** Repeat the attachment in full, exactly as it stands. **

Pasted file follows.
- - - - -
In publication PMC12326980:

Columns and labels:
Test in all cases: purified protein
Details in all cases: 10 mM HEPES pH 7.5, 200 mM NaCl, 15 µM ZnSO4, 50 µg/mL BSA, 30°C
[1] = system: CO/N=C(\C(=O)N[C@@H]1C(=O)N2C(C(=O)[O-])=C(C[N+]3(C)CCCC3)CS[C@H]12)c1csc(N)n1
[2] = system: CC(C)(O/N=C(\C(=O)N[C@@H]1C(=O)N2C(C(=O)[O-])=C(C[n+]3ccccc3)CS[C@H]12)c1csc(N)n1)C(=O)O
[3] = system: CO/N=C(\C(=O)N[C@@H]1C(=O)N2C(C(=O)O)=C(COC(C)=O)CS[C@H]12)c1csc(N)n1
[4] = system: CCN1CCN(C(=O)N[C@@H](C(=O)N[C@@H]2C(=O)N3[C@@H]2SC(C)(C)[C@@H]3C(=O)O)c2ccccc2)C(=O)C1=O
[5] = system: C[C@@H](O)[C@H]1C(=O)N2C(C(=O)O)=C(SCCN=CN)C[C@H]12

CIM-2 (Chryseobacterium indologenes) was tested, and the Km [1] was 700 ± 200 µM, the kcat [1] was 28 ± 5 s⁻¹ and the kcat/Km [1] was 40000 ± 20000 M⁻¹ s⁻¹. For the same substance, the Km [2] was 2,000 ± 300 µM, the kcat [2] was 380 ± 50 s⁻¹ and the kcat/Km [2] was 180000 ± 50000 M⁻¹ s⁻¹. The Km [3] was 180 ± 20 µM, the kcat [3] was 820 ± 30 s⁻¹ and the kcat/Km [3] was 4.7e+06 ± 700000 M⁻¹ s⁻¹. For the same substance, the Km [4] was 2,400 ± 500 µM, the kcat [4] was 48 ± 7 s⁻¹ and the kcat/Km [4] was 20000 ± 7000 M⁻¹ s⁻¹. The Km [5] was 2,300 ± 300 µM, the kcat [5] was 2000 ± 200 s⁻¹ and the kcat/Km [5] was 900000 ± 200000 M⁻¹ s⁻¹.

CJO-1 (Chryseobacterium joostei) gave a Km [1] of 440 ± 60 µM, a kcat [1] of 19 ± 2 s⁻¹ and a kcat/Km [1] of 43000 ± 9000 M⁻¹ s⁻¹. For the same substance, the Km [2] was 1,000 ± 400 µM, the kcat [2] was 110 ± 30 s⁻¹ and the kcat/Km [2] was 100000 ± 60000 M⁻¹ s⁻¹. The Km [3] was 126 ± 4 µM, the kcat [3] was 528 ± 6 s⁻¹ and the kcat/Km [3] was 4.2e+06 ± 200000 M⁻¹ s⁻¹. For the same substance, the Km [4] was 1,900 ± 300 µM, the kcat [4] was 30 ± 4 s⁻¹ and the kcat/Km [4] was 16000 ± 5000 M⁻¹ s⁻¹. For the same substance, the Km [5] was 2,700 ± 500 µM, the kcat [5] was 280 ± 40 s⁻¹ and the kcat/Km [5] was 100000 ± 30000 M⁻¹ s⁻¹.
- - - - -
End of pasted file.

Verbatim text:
In publication PMC12326980:

Columns and labels:
Test in all cases: purified protein
Details in all cases: 10 mM HEPES pH 7.5, 200 mM NaCl, 15 µM ZnSO4, 50 µg/mL BSA, 30°C
[1] = system: CO/N=C(\C(=O)N[C@@H]1C(=O)N2C(C(=O)[O-])=C(C[N+]3(C)CCCC3)CS[C@H]12)c1csc(N)n1
[2] = system: CC(C)(O/N=C(\C(=O)N[C@@H]1C(=O)N2C(C(=O)[O-])=C(C[n+]3ccccc3)CS[C@H]12)c1csc(N)n1)C(=O)O
[3] = system: CO/N=C(\C(=O)N[C@@H]1C(=O)N2C(C(=O)O)=C(COC(C)=O)CS[C@H]12)c1csc(N)n1
[4] = system: CCN1CCN(C(=O)N[C@@H](C(=O)N[C@@H]2C(=O)N3[C@@H]2SC(C)(C)[C@@H]3C(=O)O)c2ccccc2)C(=O)C1=O
[5] = system: C[C@@H](O)[C@H]1C(=O)N2C(C(=O)O)=C(SCCN=CN)C[C@H]12

CIM-2 (Chryseobacterium indologenes) was tested, and the Km [1] was 700 ± 200 µM, the kcat [1] was 28 ± 5 s⁻¹ and the kcat/Km [1] was 40000 ± 20000 M⁻¹ s⁻¹. For the same substance, the Km [2] was 2,000 ± 300 µM, the kcat [2] was 380 ± 50 s⁻¹ and the kcat/Km [2] was 180000 ± 50000 M⁻¹ s⁻¹. The Km [3] was 180 ± 20 µM, the kcat [3] was 820 ± 30 s⁻¹ and the kcat/Km [3] was 4.7e+06 ± 700000 M⁻¹ s⁻¹. For the same substance, the Km [4] was 2,400 ± 500 µM, the kcat [4] was 48 ± 7 s⁻¹ and the kcat/Km [4] was 20000 ± 7000 M⁻¹ s⁻¹. The Km [5] was 2,300 ± 300 µM, the kcat [5] was 2000 ± 200 s⁻¹ and the kcat/Km [5] was 900000 ± 200000 M⁻¹ s⁻¹.

CJO-1 (Chryseobacterium joostei) gave a Km [1] of 440 ± 60 µM, a kcat [1] of 19 ± 2 s⁻¹ and a kcat/Km [1] of 43000 ± 9000 M⁻¹ s⁻¹. For the same substance, the Km [2] was 1,000 ± 400 µM, the kcat [2] was 110 ± 30 s⁻¹ and the kcat/Km [2] was 100000 ± 60000 M⁻¹ s⁻¹. The Km [3] was 126 ± 4 µM, the kcat [3] was 528 ± 6 s⁻¹ and the kcat/Km [3] was 4.2e+06 ± 200000 M⁻¹ s⁻¹. For the same substance, the Km [4] was 1,900 ± 300 µM, the kcat [4] was 30 ± 4 s⁻¹ and the kcat/Km [4] was 16000 ± 5000 M⁻¹ s⁻¹. For the same substance, the Km [5] was 2,700 ± 500 µM, the kcat [5] was 280 ± 40 s⁻¹ and the kcat/Km [5] was 100000 ± 30000 M⁻¹ s⁻¹.